The Explainer: By order of the court, Hein Verbruggen is (not) full of ….
Awrighty … I have way more than 140 characters to work with here.
As your question suggests, Landis was ordered by the court to refrain from making any disparaging remarks about the UCI, its current president Pat McQuaid and past president Hein Verbruggen. Catherine Piguet. Est Vaudois District Civil Court chairman entered the default judgment after Landis failed to appear and mount a defense against a complaint the three plaintiffs filed against him in April.
Absent a defense, the court had little choice but to rule in favor of the UCI, McQuaid and Verbruggen. If you don’t show up to defend against the charges, odds are you will lose. (One of Landis’ former teammates recently learned that lesson, but alas, I digress.) In her decision, Piguet issued an order that:
“forbids Floyd Landis to state that the Union Cycliste Internationale, Patrick (Pat) McQuaid and/or Henricus (Hein) Verbruggen have concealed cases of doping, received money for doing so, have accepted money from Lance Armstrong to conceal a doping case, have protected certain racing cyclists, concealed cases of doping, have engaged in manipulation, particularly of tests and races, have hesitated and delayed publishing the results of a positive test on Alberto Contador, have accepted bribes, are corrupt, are terrorists, have no regard for the rules, load the dice, are fools, do not have a genuine desire to restore discipline to cycling, are full of shit, are clowns, their words are worthless, are liars, are no different to Colonel Muammar Gaddafi, or to make any similar other allegations of that kind;” (My Emphasis Added)
Think about it. There is actually now a court order in place that specifically forbids Floyd Landis from saying, for example, that “Hein Verbruggen is full of shit.”
But as you ask, where does the Swiss court get the authority to impose such an order? That’s actually a pretty easy question. These days, particularly when it involves an international story, libel and slander can quickly become a world-wide tort. In this case, Landis had a conversation with reporter Paul Kimmage, who then submitted a story to the Sunday Times of London and the entire interview transcript to our friends over at NYVeloCity.Com.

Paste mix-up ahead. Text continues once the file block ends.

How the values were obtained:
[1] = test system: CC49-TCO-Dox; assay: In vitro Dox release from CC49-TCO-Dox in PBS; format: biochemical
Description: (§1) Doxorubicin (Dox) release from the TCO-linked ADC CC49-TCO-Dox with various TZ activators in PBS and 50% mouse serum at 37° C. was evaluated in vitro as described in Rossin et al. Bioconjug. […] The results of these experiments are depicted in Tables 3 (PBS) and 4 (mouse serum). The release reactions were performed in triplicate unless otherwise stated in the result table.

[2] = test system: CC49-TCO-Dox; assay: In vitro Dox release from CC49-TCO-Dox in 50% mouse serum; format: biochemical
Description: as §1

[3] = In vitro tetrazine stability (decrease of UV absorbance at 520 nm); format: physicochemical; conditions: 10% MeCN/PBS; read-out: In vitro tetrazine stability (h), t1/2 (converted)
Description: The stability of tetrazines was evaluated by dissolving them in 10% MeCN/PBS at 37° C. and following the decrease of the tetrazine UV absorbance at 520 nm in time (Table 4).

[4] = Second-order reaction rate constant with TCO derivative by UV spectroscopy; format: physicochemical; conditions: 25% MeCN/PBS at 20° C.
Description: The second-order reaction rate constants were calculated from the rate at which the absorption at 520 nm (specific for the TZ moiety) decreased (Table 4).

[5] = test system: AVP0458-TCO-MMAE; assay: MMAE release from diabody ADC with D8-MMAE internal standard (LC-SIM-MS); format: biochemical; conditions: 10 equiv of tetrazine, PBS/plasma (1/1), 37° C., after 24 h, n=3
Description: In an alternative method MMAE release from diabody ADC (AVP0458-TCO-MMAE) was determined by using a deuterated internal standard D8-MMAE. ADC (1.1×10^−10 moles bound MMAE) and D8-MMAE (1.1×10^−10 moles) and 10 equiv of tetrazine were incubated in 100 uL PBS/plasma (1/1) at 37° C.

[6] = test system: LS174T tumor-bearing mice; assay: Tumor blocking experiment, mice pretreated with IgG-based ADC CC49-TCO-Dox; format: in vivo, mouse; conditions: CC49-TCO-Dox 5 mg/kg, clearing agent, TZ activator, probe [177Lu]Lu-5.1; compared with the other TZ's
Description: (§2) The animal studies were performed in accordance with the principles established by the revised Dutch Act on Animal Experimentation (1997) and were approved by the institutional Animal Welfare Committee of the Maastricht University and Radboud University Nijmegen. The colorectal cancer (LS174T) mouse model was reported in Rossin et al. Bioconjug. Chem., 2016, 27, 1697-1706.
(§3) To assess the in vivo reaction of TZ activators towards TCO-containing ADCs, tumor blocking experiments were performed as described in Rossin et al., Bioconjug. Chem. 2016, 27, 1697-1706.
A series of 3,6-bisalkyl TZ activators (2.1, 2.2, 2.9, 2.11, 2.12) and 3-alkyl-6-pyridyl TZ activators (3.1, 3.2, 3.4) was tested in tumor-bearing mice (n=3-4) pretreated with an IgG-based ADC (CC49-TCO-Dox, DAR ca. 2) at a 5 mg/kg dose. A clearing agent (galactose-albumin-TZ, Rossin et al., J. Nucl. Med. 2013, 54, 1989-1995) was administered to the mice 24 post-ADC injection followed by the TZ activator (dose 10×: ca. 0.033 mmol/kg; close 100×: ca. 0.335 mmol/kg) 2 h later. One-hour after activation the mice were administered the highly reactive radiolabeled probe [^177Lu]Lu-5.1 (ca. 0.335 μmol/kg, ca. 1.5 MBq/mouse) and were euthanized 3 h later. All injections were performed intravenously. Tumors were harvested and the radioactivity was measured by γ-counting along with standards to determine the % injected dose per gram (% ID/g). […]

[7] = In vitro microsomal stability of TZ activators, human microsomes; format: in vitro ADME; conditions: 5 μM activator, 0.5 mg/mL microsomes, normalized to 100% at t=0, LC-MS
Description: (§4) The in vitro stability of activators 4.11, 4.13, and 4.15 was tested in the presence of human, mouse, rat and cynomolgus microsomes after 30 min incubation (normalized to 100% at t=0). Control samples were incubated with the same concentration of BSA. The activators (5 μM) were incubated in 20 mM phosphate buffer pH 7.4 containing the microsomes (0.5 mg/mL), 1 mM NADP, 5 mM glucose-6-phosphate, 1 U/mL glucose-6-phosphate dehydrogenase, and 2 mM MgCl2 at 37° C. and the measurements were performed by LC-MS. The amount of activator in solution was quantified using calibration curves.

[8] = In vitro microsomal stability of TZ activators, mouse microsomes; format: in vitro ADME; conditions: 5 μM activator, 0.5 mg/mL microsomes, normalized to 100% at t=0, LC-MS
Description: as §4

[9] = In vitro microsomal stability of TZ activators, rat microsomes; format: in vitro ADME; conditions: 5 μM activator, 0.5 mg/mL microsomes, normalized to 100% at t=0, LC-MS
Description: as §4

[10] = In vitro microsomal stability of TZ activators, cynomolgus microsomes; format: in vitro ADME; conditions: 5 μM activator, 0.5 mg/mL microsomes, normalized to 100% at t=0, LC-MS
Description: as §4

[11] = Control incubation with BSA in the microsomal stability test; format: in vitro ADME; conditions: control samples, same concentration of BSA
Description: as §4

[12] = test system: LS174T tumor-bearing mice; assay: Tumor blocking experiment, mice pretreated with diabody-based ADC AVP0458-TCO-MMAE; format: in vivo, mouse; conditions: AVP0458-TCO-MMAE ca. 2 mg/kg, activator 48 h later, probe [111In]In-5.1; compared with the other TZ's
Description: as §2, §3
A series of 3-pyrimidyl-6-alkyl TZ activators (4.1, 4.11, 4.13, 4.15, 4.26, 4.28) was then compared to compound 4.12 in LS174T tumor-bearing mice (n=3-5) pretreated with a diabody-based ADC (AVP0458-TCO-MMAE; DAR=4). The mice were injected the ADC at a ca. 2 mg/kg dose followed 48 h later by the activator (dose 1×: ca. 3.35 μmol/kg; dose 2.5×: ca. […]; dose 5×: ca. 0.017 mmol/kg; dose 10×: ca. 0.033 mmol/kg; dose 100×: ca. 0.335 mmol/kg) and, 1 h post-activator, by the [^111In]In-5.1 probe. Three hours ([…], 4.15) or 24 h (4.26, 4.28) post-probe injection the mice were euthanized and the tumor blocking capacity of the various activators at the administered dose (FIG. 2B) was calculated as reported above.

The Sunday Times, of course, is based in Great Britain. NYVeloCity is based in the U.S. There is nothing all that Swiss about either. But the three plaintiffs sought redress in the Swiss courts, specifically the same court in which they have filed a similar suit against Kimmage.
In order to argue for Swiss jurisdiction over the case, plaintiffs merely need to show that they are engaged in business or reside within Swiss borders, that the statement or statements were repeated in Switzerland and that the alleged defamatory statement may have impacted their reputations or business interests within Switzerland.
Okay, so they fare pretty well on all three. The UCI is based in Switzerland and both McQuaid and Verbruggen (although Irish and Dutch nationals) live and work in Switzerland. That their reputations may have been affected in Switzerland is true and it would be up to the court to determine whether that in fact had happened. Finally, pretty much anything anyone posts on the Internet is automatically “repeated” within Swiss borders.
So, the Swiss court correctly asserts jurisdiction over the matter. Landis fails to mount a defense and – Bazinga! – Floyd Landis suddenly has a valid court order barring him from saying, for example, “Hein Verbruggen is full of shit.”
Well, in addition to not being able to say that “Hein Verbruggen is full of shit,” and other disparaging statements, he was ordered to pay 10,000 Swiss francs to both Verbruggen and McQuaid and to publish the “operant provisions” of the order, at his own expense, in several media outlets, including the Wall Street Journal, L’Equipe, Switzerland’s Le Temps and websites, including the aforementioned NYVeloCity.com.
Well, the order also imposes a requirement that Landis pay the plaintiffs’ legal costs and adds that the failure to pay the award and costs will result in five percent interest being added to the total each year.